Beaglebone Black Wireless

This example will cover the design of an enclosure for the BeagleBone Black Wireless single-board computer. You can download the files below to follow along the example yourself:


The design files for this board are open source and can be found here. The BeagleBone Wireless board is also one of the example projects in the free version of EAGLE. An interactive 3D representation of the generated enclosure and PCB can be found at the bottom of this tutorial.

In this example, we are going to make an enclosure for the board with cutouts for the micro HDMI connector, micro USB connector, power jack, and USB connector. The reference designators of these connector components in the EAGLE example project are X3, X4, X5, and X12.

IDF Preparation/Upload

In order to use the Enclosure Generator, IDF files are required to be uploaded as input. IDF files are human-readable files that have traditionally been used for translating ECAD (electrical CAD) designs into MCAD (mechanical CAD) representations. There are several different IDF file types that most ECAD tools can export. The type used by the Enclosure Generator are *.emp and *.emn files. EAGLE circuit boards can be easily exported into IDF files using the following commands:

  1. Open the project in EAGLE.
  2. Click File>Export>IDF 3D
  3. Click "Save to IDF"
  4. Select the folder to save the files.
Once you have completed this process, the *.emn and *.emp files can be uploaded. It is advisable to examine the files to make sure that they were exported correctly and are not empty. It is also often necessary to ensure that the dimensions of components given in the *.emp file is correct. For this example, the heights of all components as exported by EAGLE are 1mm. This is obviously incorrect, and will result in improperly sized cutouts for our connectors.

Currently, the best way to fix this problem is to adjust the component size within your ECAD tool, or to adjust the given size of a component in the IDF files themselves. For this example, we can alter the *.emp file in our text editor of choice, inputting the correct height for all components. Now that we have prepared the IDF files, uploading them is a simple process:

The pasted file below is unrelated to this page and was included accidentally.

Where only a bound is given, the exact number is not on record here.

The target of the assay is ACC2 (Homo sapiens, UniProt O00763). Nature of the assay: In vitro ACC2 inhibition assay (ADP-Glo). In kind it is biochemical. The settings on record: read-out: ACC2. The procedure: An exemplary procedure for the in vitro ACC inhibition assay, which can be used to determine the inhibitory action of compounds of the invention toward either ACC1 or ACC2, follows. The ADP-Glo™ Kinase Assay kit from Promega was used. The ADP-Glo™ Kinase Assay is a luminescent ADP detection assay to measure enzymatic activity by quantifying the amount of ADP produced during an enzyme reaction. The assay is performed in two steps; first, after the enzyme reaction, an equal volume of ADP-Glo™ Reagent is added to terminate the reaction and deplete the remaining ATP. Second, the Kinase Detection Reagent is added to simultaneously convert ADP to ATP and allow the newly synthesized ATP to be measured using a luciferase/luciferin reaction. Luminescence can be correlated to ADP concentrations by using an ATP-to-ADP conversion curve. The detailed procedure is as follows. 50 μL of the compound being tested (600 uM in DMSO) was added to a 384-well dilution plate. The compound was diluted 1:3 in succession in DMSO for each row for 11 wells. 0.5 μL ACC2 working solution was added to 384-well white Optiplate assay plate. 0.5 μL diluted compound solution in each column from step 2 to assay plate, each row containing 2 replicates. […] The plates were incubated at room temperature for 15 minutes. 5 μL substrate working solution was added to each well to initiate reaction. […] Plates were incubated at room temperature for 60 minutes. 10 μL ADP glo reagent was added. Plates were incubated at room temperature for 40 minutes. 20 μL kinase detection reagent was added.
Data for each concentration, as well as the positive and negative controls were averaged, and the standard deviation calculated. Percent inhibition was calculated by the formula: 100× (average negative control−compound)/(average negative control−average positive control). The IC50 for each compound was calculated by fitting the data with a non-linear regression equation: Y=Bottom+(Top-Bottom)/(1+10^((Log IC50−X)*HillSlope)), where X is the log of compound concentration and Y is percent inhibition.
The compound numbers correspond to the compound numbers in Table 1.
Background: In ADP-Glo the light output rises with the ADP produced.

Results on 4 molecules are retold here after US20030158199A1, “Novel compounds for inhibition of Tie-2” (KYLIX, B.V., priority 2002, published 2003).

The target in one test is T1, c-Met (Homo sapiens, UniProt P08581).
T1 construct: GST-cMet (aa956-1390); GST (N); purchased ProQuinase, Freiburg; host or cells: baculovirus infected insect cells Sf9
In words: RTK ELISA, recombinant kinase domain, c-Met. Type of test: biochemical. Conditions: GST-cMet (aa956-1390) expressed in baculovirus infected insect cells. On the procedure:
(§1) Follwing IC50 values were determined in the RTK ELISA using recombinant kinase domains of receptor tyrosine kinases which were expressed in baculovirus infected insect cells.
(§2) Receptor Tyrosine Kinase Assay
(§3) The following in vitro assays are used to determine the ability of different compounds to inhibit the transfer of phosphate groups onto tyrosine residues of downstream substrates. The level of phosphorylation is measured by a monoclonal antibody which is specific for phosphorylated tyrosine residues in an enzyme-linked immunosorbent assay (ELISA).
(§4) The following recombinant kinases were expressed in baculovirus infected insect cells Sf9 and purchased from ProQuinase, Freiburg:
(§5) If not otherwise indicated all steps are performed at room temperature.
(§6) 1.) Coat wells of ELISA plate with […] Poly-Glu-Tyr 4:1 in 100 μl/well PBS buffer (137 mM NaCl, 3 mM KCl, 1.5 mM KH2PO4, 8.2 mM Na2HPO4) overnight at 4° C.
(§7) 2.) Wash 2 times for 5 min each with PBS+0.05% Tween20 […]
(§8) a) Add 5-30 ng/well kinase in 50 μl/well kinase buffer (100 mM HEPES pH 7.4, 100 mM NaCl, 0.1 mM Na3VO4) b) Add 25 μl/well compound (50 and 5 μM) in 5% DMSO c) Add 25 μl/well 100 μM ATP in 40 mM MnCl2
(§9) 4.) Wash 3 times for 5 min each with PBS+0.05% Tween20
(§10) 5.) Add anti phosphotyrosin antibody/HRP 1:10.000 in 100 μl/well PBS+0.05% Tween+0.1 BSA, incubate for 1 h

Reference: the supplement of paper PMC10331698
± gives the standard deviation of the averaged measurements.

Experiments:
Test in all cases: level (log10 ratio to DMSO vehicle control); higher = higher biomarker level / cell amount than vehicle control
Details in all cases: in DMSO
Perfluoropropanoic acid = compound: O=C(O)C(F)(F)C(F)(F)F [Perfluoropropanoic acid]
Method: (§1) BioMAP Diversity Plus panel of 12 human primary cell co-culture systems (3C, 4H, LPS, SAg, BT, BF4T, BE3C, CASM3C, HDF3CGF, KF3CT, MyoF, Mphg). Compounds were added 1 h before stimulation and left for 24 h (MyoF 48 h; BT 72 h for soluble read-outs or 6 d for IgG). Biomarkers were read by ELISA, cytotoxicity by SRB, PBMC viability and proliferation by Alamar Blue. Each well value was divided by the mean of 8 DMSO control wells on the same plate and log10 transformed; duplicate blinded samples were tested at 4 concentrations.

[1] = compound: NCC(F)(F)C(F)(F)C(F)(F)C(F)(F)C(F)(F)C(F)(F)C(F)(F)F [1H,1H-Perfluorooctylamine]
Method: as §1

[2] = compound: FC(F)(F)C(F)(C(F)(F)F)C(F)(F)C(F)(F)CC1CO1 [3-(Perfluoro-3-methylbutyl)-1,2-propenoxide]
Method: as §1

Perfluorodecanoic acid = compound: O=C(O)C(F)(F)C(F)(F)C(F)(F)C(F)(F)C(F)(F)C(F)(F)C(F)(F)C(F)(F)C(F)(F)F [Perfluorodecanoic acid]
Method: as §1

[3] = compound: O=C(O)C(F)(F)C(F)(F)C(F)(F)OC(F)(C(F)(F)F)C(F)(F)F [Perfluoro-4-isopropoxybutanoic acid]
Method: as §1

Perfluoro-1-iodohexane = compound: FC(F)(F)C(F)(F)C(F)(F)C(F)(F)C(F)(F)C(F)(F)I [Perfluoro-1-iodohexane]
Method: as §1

1. Go to the "Get Started" navigation bar link at the top of the page.
  2. Select the *.emn and *.emp files using the upload buttons.
  3. Click "Upload".

Enclosure Design

The IDF files are now loaded and we can begin the process of generating an enclosure. For the BeagleBone Wireless board, we are going to increase the height of the enclosure, update the components that need cutouts, and set the cutout directions:
  1. Setting the height of the enclosure to 30mm is easy, simply adjust the default "Height" value to 30mm.
  2. It also makes sense to update the PCB Z offset to a value above the maximum bottom side component height. In this case, a value of 10mm will do.
  3. The default reference designator type that is used for component cutouts is "J", which is no good for this board as all of the components we are interested in have "X" reference designators. In order to fix this, we erase "J" from the "Component Cutout" field and replace it with "X", then click the "Update Cutouts" button. This will reload the page with the components we are interested in as cutout options.
  4. Set the cutout directions to directions appropriate values. This process unfortunately often requires several attempts if the component orientations on the board are not known. Once the component orientations are set, click "Update" to update the cutout settings.
  5. We are now ready to generate the enclosure by selecting "Generate" at the top of the parameter sidebar. This will trigger a progress bar and a 3D model of the enclosure to appear once it is complete.
  6. Other changes are possible via simply altering the parameters and re-generating the enclosure. These changes can be as simple as altering the number of mounting holes to completely altering the base template of the enclosure.
  7. Once the enclosure has been generated, we can download it and check how well it fits the PCB, further modify it (if desired) or fabricate it.

More examples to come!